The action congealed into an arrow of bodies, and a ripple passed through the crowd. He moved the glass, and believed he could see the subject.   The arrow paused, and his view was obscured by a boy in a tree. The boy climbed down, but he still could not see his prey.   Something was happening. The arrow moved on, but buildings blocked his sight. He exhaled, and put the glass away.

Felix went to town that night. The subject and his bodyguards were staying at a public inn, but Felix was not ready for close surveillance, especially in tight quarters. He had been taught the importance of an easy escape route during his second education. He slept in one of the safe houses instead.

Felix woke with the dawn, as was usual. He had dreamt something interesting, but it had faded. All he remembered was a cave. A dark mood stole his hunger, and he pushed aside his plate. He went outside to stretch in the morning’s warm yellow sunlight.

He wandered to the market to buy some fruit, and stood beneath the tree that blocked his view the day before. He chewed a few bits while looking up at his perch, gauging the distance and spitting out some seeds. The fruit seller told him that the man and his party had already left town, so he returned to his room and gathered his possessions. Felix wrote a report and left it with a trusted agent. After the delivery, Felix decided it was time to view the beast. He got his horse from the stable and followed the road out of town.

By mid-day he saw them, walking far in the distance. The horse was walking slowly, but was heard. One man stopped and turned, a still pale oval among a group of moving dark ones. The face then turned away and its owner resumed his walk.Very well. He moved the horse to a trot, and closed the distance.

He slowed the horse to a walk as he neared the group. It was the expected courtesy, so as not to dust the faces of those on foot. It was a tough looking crew, fit men of varying ages, plainly dressed. He saw no weapons, but Felix was sure they were fighters one and all. The land bred them tough, and he had met a few bandits in his travels.

The trailing man nodded to Felix as he passed, and he returned it. He tried to guess the leader, steadily looking each man over as his horse passed them. The second to last man looked at him as he passed. The face posed a question. Felix pulled his own eyes away with some effort, and ordered the horse to canter, heedless of the dust cloud he stirred up. He heard a cough as he rode off.

When he got to town he stopped at the only public inn. He ate, drank and warned the owner of the rough men who had stiffed the innkeeper in the last town. I think I saw them on the road on my way in, ten or more.

That night he slept in the inn, and this time he observed the dream that came. There were two men sleeping in a cave, and he knew they were brothers. A river passed through the cave, deep and still. He spoke to wake them, but they would not stir. Felix looked about the cave, but there was no exit.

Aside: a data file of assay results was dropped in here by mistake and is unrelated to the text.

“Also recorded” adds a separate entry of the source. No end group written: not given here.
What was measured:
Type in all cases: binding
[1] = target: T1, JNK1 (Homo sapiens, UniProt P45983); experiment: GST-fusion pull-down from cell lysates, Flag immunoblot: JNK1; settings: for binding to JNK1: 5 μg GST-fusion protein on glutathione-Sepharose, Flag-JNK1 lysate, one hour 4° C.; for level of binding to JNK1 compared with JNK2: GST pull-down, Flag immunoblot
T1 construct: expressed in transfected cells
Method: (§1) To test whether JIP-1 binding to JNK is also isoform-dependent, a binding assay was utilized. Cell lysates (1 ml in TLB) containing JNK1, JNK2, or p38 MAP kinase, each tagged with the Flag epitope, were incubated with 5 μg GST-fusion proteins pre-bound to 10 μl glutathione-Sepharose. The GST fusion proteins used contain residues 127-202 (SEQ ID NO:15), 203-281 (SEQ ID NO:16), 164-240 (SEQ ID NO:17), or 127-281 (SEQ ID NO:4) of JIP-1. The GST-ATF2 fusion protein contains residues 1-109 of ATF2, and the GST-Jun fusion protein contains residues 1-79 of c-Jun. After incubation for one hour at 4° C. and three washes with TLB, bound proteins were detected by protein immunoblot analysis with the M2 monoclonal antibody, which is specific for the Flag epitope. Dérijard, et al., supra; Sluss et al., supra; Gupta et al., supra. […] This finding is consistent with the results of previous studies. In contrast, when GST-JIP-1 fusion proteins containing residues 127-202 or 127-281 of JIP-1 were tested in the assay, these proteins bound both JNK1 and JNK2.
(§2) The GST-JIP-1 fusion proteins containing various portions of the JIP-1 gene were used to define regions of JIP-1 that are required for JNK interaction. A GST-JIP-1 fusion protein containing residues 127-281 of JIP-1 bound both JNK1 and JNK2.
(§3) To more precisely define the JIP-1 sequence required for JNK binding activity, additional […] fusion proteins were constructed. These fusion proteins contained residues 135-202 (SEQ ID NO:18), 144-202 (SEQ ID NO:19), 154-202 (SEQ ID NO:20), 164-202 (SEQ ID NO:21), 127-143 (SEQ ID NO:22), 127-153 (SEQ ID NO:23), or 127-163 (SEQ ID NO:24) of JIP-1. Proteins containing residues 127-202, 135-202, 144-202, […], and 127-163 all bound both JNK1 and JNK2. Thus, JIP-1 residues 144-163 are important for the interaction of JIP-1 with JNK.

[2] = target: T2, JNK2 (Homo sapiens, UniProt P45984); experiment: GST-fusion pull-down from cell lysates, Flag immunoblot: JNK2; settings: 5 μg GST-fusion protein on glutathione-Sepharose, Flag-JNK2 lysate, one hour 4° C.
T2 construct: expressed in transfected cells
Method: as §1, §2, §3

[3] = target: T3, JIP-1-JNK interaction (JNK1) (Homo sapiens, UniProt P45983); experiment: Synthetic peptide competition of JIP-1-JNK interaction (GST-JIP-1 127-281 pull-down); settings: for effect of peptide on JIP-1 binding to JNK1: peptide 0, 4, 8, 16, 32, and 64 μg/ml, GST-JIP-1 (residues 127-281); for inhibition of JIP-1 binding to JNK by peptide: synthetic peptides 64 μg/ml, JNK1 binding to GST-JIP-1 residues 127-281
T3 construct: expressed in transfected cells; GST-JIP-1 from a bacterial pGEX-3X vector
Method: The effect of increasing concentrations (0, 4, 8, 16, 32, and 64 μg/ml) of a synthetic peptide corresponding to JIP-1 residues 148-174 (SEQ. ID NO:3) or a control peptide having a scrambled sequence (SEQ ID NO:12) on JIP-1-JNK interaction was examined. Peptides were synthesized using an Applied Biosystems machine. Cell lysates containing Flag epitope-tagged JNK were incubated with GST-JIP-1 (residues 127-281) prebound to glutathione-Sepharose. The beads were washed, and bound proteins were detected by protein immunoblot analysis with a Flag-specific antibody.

When he woke, he lay in bed for a while. Dawn had slipped away some time ago. As he left the inn, a man was walking down the street towards him. It was one of the bodyguards. Felix ignored him, and pretended to search the clouds for rain.

The man stopped in front of him, “Our master thanks you for the night under the stars. It was cold, but the sky was beautiful. He says you should eat with us.”

“I don’t know you.” Felix said.

Stock still as a tree, the man continued. “And I do not know you. But we were all strangers in Egypt once. Will you come?”

“No, I will not.” The man left without another word. This day marked the beginning of their contest. In a way, it was like the game of pebbles that Felix played in his youth, or the bandit game his peers played in a different form.   One did not directly confront or destroy ones opponent in this game. Rather, you trapped them in a position with no escape.

Felix and the master moved their pebbles from village to town to village. Felix was a skillful slanderer, and his foe was, at times, poorly received. Like a good player, Felix was never immediately on hand for these confrontations, but would watch from a distance with his glass. He chuckled one day as the master was chased from a village by a stone-throwing mob. A group of urchins were particularly savage, and hit the man’s bodyguards with a few throws. The pebbles turn on the player, Felix laughed to himself.

The master’s strategy evolved in response. He trained his followers, and sent them out in small groups to spread his propaganda. Felix could not shadow them all, and he sent for more players from headquarters. His request was largely denied, given that this was a frontier area with limited resources. His orders remained the same. He was to take whatever action he deemed appropriate, short of direct violence on his part, to discourage the growth of alternative power centers in the province. If caught, he could not expect any immediate help.